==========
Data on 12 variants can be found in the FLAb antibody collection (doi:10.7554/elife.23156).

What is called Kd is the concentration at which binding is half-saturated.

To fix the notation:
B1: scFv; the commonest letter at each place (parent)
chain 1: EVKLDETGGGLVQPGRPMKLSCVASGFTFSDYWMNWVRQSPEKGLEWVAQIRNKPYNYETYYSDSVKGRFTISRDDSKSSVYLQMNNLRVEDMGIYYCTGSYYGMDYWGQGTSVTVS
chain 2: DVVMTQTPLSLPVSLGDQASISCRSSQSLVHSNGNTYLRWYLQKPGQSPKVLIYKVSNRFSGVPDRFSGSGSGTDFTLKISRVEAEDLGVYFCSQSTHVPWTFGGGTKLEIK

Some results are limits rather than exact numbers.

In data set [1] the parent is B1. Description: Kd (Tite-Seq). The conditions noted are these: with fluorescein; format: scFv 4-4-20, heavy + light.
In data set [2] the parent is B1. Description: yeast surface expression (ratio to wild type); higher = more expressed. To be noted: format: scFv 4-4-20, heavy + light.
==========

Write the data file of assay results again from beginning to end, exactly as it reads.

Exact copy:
Data on 12 variants can be found in the FLAb antibody collection (doi:10.7554/elife.23156).

What is called Kd is the concentration at which binding is half-saturated.

To fix the notation:
B1: scFv; the commonest letter at each place (parent)
chain 1: EVKLDETGGGLVQPGRPMKLSCVASGFTFSDYWMNWVRQSPEKGLEWVAQIRNKPYNYETYYSDSVKGRFTISRDDSKSSVYLQMNNLRVEDMGIYYCTGSYYGMDYWGQGTSVTVS
chain 2: DVVMTQTPLSLPVSLGDQASISCRSSQSLVHSNGNTYLRWYLQKPGQSPKVLIYKVSNRFSGVPDRFSGSGSGTDFTLKISRVEAEDLGVYFCSQSTHVPWTFGGGTKLEIK

Some results are limits rather than exact numbers.

In data set [1] the parent is B1. Description: Kd (Tite-Seq). The conditions noted are these: with fluorescein; format: scFv 4-4-20, heavy + light.
In data set [2] the parent is B1. Description: yeast surface expression (ratio to wild type); higher = more expressed. To be noted: format: scFv 4-4-20, heavy + light.